2

This question of mine got closed as off-topic, in spite of receiving way more upvotes than downvotes and also receiving a detailed answer. Why did it get closed?

1 Answer 1

2

The fact that a question is answered does not mean that it is on-topic or should not be closed.

The fact that people upvote a question does not mean that it is on-topic or should not be closed.

A question which does not show evidence of research can be closed by three people, since research is necessary and lack of it is a reason for closure. This much is actually in the closure message: "Please include the research you’ve done", complete with bold text and a link.

You haven't shown that "the English word foundation comes from the Latin word fundatio": you have merely asserted that, even though it may actually be true. However, in providing corroboration for that assertion, you would probably have found a step in the derivation where an o was introduced. That would actually answer your question.

The fact that people have been kind to you and done that research for you does not mean that your question cannot or should not be closed.

4
  • 1
    Although it is true that upvoting and answering does not mean that the question is on topic it is certainly highly relevant to whether it is on topic. In this case it is also relevant that two of the answers come from regular, experienced contributors, that one of the answers is itself highly upvoted, and that three people voted to leave the question open in the review process. All that implies considerable support within the community for the question being open, even though the software does not recognise it as such.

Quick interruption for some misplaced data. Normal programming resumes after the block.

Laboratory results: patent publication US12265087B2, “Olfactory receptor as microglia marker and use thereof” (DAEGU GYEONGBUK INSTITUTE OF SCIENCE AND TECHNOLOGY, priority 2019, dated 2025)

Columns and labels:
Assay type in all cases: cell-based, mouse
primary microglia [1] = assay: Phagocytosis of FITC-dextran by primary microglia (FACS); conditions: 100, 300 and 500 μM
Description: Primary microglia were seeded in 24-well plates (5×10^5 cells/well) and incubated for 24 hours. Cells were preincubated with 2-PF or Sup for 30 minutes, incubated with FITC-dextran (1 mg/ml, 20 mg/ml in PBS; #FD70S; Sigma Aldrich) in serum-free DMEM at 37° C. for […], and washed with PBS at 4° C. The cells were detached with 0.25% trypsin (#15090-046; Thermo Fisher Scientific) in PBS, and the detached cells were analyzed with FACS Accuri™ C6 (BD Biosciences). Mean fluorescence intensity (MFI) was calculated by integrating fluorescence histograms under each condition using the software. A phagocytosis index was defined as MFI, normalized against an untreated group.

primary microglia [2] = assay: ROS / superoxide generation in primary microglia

– jsw29
    Aug 27, 2023 at 15:53
  • 1
    I find it particularly curious that the 'leave open' votes in the review are only votes for removing the question from the review queue, and are not treated as votes against closing.
    – jsw29
    Aug 27, 2023 at 15:56
  • @jsw There is no guarantee that voters (either up, down, or VTC) know what they're doing, so votes cannot be taken as any indication of close-worthiness or otherwise. And there is no way of actually voting "leave open" and reversing a close vote.
    – Andrew Leach Mod
    Aug 28, 2023 at 11:26
  • If it were assumed that the voters on this site generally don't know what they are doing, that assumption would equally invalidate all votes, and so provide no argument for giving more weight to the votes to close than to the votes of other kinds that imply support for the question to remain open. And that 'there is no way of actually voting "leave open" and reversing a close vote' merely happens to be how the site's software is designed; it does not show that there is a good reason for its being so designed.
    – jsw29
    Sep 12, 2023 at 21:34

You must log in to answer this question.

Not the answer you're looking for? Browse other questions tagged .